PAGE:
“I too was moved by Allen Ginsberg’s words, the recursive structure of his poetry. While in graduate school at Wright State University, he was my subject for a writing seminar. Back in the ‘eighties I got an LP of his works along with a record player from the university library to play his poems during my presentation. As I set up the equipment to play “Howl” I explained how Ginsberg’s writing mimicked Whitman’s. I dropped the needle onto the record. The professor asked what I was doing and I repeated the previous sentence about poetic structure. His next words were that I’d offend the sensibilities of the students in the class, “You need to turn that off.” I did, gave my presentation, and walked back to the library to find Ginsberg’s address in Who’s Who. Later that day I wrote him a letter and dropped in the mail. Several months later, after he’d visited China, I received a postcard, black and white photo of a woman with short, punky hair like my own, her bright eyes staring deeply into mine. When I flipped the card over, his salutation grabbed me, “Three Cheers for the Red White and Blue!” He wrote of censorship in China and an angelic order of English professors along with words that I needed to keep writing and doing what I was doing to stand up to them. His words had long before changed my life, but getting that postcard showed me that I could reach out and touch the stars! Thanks, Gail. for the lovely essay.”
& we’ll conclude with this recollection/testamonial (from William Rabinovitch of New York City):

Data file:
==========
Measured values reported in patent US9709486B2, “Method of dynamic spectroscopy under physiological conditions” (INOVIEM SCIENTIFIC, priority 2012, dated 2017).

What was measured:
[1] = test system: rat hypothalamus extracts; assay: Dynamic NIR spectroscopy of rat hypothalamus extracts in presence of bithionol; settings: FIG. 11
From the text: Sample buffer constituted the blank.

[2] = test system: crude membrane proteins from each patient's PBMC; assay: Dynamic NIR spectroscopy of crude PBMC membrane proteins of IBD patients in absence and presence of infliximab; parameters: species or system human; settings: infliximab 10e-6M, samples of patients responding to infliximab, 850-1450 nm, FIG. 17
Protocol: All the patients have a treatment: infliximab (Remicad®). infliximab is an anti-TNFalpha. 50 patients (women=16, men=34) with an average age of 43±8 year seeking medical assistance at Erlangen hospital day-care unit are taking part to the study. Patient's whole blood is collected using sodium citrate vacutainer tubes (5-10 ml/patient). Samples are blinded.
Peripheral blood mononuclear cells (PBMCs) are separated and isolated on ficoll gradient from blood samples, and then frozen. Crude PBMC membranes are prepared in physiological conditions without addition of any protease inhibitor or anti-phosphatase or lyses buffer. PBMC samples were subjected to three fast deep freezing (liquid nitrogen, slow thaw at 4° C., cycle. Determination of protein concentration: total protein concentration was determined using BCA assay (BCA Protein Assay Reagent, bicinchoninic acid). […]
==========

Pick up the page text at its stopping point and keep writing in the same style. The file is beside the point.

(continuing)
“I was likely the last to video Allen Ginsberg (that) I know, at his reading/ book signing at the then Downtown Guggenheim, when, after the book signing, my camera still on, following him out to the corner of Prince & Broadway, when he paused & then crossed over (before) disappearing into the vast SoHo crowd…”
Memories of Allen? recollections of Allen? Notices of singular encounters? We’ve asked for them before. Maybe for next year (2023) we’ll publish and feature more of them. Send them our way if you think they are something to share.
Meantime… Seasons Greetings!
Allen read at Rensselaer Polytechnic Institute in 1968. My friend and I drove him back to his Cherry Valley farmhouse. Along the way we stopped at Friendly’s for ice cream. At the farmhouse we met Peter Orloff and Allen played some songs he composed to the poetry of William Blake. A week later Allen was involved in a serious car accident at the Albany Airport after dropping off Lawrence Ferlinghetti.
“And gladly wolde he lerne, and gladly teche.” Brooklyn College was lucky to count such a talented poet and teacher among its faculty for so many years.